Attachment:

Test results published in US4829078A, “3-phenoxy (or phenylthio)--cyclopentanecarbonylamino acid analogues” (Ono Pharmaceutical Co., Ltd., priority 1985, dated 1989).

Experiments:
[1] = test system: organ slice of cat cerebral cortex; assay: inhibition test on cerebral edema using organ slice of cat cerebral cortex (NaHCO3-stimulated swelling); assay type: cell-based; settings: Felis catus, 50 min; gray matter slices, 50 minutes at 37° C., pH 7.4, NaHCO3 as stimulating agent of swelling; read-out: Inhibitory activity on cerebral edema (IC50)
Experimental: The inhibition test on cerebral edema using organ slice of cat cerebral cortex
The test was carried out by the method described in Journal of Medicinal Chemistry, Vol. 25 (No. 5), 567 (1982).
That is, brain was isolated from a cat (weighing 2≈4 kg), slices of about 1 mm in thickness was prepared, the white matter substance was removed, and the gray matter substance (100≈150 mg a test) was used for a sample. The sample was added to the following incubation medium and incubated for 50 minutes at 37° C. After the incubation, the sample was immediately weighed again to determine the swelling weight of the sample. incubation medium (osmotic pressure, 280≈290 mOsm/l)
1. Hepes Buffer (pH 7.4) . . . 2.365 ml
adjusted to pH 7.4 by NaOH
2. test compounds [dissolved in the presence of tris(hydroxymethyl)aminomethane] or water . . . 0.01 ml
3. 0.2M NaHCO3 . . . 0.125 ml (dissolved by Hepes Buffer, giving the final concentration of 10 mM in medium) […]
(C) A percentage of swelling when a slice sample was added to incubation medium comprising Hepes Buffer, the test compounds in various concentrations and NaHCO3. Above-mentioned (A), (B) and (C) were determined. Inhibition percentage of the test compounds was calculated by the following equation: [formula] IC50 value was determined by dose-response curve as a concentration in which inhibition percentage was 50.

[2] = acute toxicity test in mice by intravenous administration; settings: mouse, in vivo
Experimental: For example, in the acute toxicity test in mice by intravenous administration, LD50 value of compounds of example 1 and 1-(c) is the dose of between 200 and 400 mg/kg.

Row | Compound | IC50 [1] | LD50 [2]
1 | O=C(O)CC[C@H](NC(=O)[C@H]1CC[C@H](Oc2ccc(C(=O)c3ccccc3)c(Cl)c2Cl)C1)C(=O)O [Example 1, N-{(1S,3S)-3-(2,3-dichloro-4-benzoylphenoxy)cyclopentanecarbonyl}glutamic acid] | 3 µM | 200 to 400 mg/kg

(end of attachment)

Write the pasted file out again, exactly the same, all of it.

Test results published in US4829078A, “3-phenoxy (or phenylthio)--cyclopentanecarbonylamino acid analogues” (Ono Pharmaceutical Co., Ltd., priority 1985, dated 1989).

Experiments:
[1] = test system: organ slice of cat cerebral cortex; assay: inhibition test on cerebral edema using organ slice of cat cerebral cortex (NaHCO3-stimulated swelling); assay type: cell-based; settings: Felis catus, 50 min; gray matter slices, 50 minutes at 37° C., pH 7.4, NaHCO3 as stimulating agent of swelling; read-out: Inhibitory activity on cerebral edema (IC50)
Experimental: The inhibition test on cerebral edema using organ slice of cat cerebral cortex
The test was carried out by the method described in Journal of Medicinal Chemistry, Vol. 25 (No. 5), 567 (1982).
That is, brain was isolated from a cat (weighing 2≈4 kg), slices of about 1 mm in thickness was prepared, the white matter substance was removed, and the gray matter substance (100≈150 mg a test) was used for a sample. The sample was added to the following incubation medium and incubated for 50 minutes at 37° C. After the incubation, the sample was immediately weighed again to determine the swelling weight of the sample. incubation medium (osmotic pressure, 280≈290 mOsm/l)
1. Hepes Buffer (pH 7.4) . . . 2.365 ml
adjusted to pH 7.4 by NaOH
2. test compounds [dissolved in the presence of tris(hydroxymethyl)aminomethane] or water . . . 0.01 ml
3. 0.2M NaHCO3 . . . 0.125 ml (dissolved by Hepes Buffer, giving the final concentration of 10 mM in medium) […]
(C) A percentage of swelling when a slice sample was added to incubation medium comprising Hepes Buffer, the test compounds in various concentrations and NaHCO3. Above-mentioned (A), (B) and (C) were determined. Inhibition percentage of the test compounds was calculated by the following equation: [formula] IC50 value was determined by dose-response curve as a concentration in which inhibition percentage was 50.

[2] = acute toxicity test in mice by intravenous administration; settings: mouse, in vivo
Experimental: For example, in the acute toxicity test in mice by intravenous administration, LD50 value of compounds of example 1 and 1-(c) is the dose of between 200 and 400 mg/kg.

Row | Compound | IC50 [1] | LD50 [2]
1 | O=C(O)CC[C@H](NC(=O)[C@H]1CC[C@H](Oc2ccc(C(=O)c3ccccc3)c(Cl)c2Cl)C1)C(=O)O [Example 1, N-{(1S,3S)-3-(2,3-dichloro-4-benzoylphenoxy)cyclopentanecarbonyl}glutamic acid] | 3 µM | 200 to 400 mg/kg